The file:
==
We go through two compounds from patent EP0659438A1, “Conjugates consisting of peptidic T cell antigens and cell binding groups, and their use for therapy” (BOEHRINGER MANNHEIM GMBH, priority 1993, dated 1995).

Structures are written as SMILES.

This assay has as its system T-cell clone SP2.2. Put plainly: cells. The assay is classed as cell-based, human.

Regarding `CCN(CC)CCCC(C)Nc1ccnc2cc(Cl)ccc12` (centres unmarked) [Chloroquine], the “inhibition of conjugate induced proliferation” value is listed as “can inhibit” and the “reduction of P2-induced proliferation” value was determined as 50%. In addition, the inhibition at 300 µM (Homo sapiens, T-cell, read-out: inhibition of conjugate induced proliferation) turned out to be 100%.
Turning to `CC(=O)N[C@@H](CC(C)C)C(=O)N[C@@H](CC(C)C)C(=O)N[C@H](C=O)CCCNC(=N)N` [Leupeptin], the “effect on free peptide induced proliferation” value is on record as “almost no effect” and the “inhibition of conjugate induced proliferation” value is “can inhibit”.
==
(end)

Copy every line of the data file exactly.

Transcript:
We go through two compounds from patent EP0659438A1, “Conjugates consisting of peptidic T cell antigens and cell binding groups, and their use for therapy” (BOEHRINGER MANNHEIM GMBH, priority 1993, dated 1995).

Structures are written as SMILES.

This assay has as its system T-cell clone SP2.2. Put plainly: cells. The assay is classed as cell-based, human.

Regarding `CCN(CC)CCCC(C)Nc1ccnc2cc(Cl)ccc12` (centres unmarked) [Chloroquine], the “inhibition of conjugate induced proliferation” value is listed as “can inhibit” and the “reduction of P2-induced proliferation” value was determined as 50%. In addition, the inhibition at 300 µM (Homo sapiens, T-cell, read-out: inhibition of conjugate induced proliferation) turned out to be 100%.
Turning to `CC(=O)N[C@@H](CC(C)C)C(=O)N[C@@H](CC(C)C)C(=O)N[C@H](C=O)CCCNC(=N)N` [Leupeptin], the “effect on free peptide induced proliferation” value is on record as “almost no effect” and the “inhibition of conjugate induced proliferation” value is “can inhibit”.